Another crackling exchange from The Maltese Falcon. Part of this is in the film as well, although sometimes the dialogue goes so fast on the big screen it's hard to catch every twist and punch. On the page, though, you can relish every clever turn.
In this scene (it's impossible not to think of them as scenes in a book as cinematic as this one), Sam Spade has come in to see District Attorney Bryan at his request. Bryan wants to know what Sam knows. And we're off to the races:
..."Who killed Thursby?"
Spade said: "I don't know."
Bryan rubbed his black eyeglass-ribbon between thumb and fingers and said knowingly: "Perhaps you don't, but you certainly could make an excellent guess."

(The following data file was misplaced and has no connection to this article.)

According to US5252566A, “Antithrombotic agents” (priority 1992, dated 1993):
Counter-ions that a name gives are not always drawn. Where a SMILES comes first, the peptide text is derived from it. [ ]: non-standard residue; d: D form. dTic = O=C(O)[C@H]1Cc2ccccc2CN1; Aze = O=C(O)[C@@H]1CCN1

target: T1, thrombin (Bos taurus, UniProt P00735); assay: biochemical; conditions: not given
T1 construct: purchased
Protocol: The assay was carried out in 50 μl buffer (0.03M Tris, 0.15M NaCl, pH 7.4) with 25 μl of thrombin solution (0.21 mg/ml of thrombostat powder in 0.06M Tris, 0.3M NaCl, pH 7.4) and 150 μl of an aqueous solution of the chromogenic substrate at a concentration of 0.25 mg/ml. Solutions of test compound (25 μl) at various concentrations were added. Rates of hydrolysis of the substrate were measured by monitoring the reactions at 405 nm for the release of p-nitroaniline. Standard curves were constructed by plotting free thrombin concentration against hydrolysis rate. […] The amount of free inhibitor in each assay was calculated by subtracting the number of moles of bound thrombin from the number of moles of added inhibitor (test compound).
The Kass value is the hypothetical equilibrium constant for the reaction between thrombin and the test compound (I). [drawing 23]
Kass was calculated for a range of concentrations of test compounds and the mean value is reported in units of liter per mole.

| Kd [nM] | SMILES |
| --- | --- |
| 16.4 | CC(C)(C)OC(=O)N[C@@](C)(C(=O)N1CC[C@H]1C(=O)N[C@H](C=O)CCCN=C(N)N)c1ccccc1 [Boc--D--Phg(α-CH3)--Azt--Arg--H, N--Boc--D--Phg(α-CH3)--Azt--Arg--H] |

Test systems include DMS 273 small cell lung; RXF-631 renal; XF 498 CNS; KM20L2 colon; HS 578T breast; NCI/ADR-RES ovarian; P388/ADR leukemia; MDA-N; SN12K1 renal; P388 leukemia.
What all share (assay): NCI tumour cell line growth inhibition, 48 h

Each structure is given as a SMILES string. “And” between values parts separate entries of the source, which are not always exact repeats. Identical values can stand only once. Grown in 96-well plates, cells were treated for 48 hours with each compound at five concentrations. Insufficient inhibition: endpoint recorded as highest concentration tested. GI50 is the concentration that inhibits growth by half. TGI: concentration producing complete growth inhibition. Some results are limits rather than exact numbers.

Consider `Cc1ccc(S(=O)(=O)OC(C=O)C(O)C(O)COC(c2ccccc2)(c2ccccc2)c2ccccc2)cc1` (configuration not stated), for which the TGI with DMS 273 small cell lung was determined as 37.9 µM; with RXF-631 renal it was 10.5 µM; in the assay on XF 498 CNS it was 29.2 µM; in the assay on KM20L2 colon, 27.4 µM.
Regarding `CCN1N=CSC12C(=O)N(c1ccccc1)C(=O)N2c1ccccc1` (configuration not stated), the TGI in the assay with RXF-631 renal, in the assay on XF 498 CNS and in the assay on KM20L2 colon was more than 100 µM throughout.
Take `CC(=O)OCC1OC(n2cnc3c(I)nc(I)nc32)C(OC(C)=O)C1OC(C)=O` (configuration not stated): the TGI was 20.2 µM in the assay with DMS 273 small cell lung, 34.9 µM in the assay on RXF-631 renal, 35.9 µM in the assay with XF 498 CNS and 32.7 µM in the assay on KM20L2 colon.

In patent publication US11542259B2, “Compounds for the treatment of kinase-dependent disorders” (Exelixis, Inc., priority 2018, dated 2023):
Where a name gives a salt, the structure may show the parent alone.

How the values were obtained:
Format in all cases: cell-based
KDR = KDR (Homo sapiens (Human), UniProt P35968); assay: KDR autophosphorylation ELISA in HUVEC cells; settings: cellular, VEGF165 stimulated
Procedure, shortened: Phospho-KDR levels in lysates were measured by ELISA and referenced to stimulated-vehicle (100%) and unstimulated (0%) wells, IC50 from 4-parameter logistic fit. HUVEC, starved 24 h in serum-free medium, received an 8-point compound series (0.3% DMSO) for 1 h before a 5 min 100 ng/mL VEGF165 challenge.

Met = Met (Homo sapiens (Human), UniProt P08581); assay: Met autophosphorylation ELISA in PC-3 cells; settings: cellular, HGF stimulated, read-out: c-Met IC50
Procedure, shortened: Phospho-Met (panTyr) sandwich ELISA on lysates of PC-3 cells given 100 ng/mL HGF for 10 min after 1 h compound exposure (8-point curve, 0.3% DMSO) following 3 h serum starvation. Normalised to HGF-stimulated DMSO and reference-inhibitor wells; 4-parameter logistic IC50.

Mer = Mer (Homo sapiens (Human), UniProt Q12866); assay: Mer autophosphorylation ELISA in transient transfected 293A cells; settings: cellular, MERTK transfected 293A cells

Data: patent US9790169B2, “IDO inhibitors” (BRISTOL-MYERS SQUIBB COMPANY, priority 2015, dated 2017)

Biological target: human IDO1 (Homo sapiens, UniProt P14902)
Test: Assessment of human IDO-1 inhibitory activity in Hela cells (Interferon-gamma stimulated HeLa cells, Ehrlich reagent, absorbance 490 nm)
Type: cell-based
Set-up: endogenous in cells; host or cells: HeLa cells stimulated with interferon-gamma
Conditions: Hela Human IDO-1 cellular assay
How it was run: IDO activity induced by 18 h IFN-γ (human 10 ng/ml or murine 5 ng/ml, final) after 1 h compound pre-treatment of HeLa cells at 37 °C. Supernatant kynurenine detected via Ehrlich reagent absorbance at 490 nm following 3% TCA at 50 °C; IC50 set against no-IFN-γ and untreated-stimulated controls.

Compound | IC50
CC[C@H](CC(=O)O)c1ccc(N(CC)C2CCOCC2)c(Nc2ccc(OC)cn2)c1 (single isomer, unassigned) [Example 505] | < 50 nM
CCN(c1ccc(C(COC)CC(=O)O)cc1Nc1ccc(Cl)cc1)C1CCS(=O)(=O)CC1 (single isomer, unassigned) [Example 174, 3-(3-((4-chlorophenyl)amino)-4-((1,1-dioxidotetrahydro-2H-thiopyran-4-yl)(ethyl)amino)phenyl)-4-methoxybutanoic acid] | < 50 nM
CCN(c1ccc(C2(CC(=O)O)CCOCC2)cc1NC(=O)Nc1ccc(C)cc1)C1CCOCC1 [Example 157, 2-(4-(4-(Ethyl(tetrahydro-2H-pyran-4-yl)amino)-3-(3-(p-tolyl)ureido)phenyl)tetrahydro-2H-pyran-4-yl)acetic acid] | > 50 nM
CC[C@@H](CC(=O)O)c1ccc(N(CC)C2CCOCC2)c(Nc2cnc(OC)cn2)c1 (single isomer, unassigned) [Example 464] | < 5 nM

"Maybe, but I wouldn't."
The District Attorney raised his eyebrows.
"I wouldn't," Spade repeated. He was serene. "My guess might be excellent, or it might be crummy, but Mrs. Spade didn't raise any children dippy enough to make guesses in front of a district attorney, an assistant district attorney, and a stenographer."
"Why shouldn't you, if you've nothing to conceal?"
"Everybody," Spade responded mildly, "has something to conceal."
"And you have--?"
"My guesses, for one thing."
Nobody, but nobody, does this quite like Dashiell Hammet.